Although it sounds tricky, installation is actually pretty simple. You’re drilling four holes, installing four rivet nuts and running a power cable. I did it by following the printed directions and did not have a problem. The keys to a successful installation are:

1) Get the right size drill bit that is recommended for the rivet nuts
2) Pay attention to where the stringers run under the bed so you don’t hit them when drilling
3) Make sure the ramp can properly clear the lip of the tail gate
4) Avoid overdrilling the holes for the rivet nuts

11 thoughts on “Rampage Installation”

    1. Good question, I think it depends how far back the travel trailer sits when it is attached. To get an idea whether it would work, you could do this: Get a 4 x 8 sheet of roofing (something cheap) and rip it in half along the length to get a 2 x 8. That represents the footprint of a Rampage. Put that in your truck the way you would expect to mount the Rampage and then see if you can attach your trailer, make turns, etc.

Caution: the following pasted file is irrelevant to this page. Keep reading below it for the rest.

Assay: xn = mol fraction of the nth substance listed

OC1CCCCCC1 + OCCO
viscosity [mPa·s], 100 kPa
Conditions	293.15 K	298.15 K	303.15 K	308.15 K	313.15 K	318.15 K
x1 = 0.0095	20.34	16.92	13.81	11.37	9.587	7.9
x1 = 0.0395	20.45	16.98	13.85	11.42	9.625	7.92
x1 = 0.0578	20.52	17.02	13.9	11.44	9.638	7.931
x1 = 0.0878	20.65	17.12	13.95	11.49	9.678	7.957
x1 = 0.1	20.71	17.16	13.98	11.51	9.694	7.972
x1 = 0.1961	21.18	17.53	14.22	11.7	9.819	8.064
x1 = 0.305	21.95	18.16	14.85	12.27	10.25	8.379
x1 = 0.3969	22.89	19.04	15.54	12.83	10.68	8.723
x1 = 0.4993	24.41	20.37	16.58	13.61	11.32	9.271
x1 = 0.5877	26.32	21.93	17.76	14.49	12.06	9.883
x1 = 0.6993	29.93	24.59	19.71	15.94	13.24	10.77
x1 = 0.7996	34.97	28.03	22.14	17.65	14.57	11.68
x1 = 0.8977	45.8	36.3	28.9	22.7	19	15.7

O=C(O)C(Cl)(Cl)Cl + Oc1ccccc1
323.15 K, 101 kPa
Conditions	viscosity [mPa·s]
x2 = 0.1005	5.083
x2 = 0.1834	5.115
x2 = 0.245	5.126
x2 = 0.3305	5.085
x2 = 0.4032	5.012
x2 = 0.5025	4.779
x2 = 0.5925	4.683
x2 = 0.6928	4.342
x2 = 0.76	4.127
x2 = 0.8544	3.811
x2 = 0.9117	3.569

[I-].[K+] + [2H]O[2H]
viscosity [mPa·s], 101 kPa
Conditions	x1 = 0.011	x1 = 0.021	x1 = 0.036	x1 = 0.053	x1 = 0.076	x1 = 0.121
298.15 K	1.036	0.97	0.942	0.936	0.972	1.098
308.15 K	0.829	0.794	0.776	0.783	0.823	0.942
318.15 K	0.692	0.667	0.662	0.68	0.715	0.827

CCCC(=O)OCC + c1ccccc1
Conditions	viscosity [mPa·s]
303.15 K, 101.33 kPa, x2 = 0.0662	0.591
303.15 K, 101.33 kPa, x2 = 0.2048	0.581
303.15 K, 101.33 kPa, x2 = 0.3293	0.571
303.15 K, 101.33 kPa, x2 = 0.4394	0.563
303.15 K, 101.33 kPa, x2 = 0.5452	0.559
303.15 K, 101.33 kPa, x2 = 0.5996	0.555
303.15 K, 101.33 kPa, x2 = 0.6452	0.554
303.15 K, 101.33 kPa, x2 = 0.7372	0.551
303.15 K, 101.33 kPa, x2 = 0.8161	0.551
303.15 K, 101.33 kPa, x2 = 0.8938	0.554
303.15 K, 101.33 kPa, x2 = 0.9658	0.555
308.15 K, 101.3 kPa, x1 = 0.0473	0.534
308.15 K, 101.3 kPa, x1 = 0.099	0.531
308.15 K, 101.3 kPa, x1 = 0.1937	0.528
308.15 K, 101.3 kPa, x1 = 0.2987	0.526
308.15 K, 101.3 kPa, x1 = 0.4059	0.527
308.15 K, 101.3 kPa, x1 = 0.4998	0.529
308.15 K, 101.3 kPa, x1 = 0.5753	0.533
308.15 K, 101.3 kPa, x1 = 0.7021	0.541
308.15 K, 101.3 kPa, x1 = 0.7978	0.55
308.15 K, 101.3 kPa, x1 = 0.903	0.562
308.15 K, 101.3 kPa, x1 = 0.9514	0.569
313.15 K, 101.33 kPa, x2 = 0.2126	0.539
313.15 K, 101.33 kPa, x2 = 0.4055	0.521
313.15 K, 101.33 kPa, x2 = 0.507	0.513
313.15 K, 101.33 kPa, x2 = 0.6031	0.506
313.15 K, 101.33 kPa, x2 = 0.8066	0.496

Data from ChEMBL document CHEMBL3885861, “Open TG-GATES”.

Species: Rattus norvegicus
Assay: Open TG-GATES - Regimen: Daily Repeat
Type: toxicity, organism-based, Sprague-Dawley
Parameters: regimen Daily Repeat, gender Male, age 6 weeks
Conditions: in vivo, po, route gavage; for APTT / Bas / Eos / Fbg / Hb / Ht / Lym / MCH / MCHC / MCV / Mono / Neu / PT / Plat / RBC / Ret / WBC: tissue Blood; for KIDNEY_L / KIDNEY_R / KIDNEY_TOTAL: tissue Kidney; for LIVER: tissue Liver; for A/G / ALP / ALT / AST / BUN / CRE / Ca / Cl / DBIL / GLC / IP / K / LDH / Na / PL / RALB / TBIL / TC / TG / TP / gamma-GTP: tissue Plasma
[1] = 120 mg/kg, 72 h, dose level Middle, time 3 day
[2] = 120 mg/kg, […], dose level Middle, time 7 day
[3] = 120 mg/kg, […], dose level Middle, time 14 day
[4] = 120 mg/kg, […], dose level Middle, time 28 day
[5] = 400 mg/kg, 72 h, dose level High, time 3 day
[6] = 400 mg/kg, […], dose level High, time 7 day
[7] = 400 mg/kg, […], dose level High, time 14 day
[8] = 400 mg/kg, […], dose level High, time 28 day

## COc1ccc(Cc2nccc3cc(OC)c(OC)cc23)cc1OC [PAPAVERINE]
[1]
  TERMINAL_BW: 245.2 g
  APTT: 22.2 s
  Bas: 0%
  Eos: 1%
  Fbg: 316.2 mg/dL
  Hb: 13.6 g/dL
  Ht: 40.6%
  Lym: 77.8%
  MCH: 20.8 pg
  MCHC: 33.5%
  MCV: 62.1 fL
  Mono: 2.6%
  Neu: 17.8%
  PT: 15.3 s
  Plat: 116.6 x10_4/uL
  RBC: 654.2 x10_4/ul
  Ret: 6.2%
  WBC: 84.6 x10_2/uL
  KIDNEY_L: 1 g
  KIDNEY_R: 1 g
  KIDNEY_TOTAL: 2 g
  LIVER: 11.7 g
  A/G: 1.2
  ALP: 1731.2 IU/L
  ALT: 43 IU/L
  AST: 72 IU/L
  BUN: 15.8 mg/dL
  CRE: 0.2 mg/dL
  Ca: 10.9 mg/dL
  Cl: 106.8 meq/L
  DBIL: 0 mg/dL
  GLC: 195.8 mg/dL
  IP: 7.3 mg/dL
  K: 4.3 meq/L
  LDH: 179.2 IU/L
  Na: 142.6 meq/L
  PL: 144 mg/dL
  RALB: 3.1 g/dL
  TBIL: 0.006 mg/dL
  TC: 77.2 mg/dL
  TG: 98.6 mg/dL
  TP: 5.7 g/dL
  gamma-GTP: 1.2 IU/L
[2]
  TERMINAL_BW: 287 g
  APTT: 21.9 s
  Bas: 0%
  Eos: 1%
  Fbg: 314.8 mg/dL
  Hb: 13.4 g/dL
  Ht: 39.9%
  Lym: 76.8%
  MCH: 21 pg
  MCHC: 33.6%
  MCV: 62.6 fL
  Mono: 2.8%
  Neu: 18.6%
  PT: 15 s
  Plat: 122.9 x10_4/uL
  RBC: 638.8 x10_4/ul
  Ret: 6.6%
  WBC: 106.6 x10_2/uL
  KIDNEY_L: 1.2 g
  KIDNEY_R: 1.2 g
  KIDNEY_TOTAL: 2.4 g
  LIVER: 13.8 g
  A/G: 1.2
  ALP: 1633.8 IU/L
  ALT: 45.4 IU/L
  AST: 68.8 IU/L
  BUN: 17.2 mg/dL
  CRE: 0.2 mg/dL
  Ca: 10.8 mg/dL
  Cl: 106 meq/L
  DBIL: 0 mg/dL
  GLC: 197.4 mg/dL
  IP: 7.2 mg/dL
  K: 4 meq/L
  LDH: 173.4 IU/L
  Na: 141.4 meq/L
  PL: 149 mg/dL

1. Looking into buying a new Chevy Silverado Truck in the very near future. And possibly a Rampage system down the road to
    transport my Road King. I’ve read 2 different things, it will work
    in a 5 ft. bed and this site says 5 ft. 4′. I guess I need to look into
    the length of a Silverado Short bed. Does the Rampage work as
    well or the same on a short bed vs. 6 ft. bed?

    1. Hi Rick, if I’m reading the specs right on the 2016 Silverado short box, it’s 69″ long, more than enough to accommodate the Rampage. The lift would work equally well in the short or regular box length.

  2. I have a 1998 Dodge Ram 2500 long bed. I was hoping that having the long bed would be beneficial. My dream would be to load up my 2015 Harley Street Glide CVO on to the bed and hook up my travel trailer and hit the road! With the Rampage, I could care less if the tailgate was up or removed…my question is, can I install the Rampage, load my Harley and hook up my travel trailer with no issues? You mentioned to be cautious during the drilling of the mount locations? Can you clarify please. The Rampage could be my dream come true to actually bring my Harley on camping outings!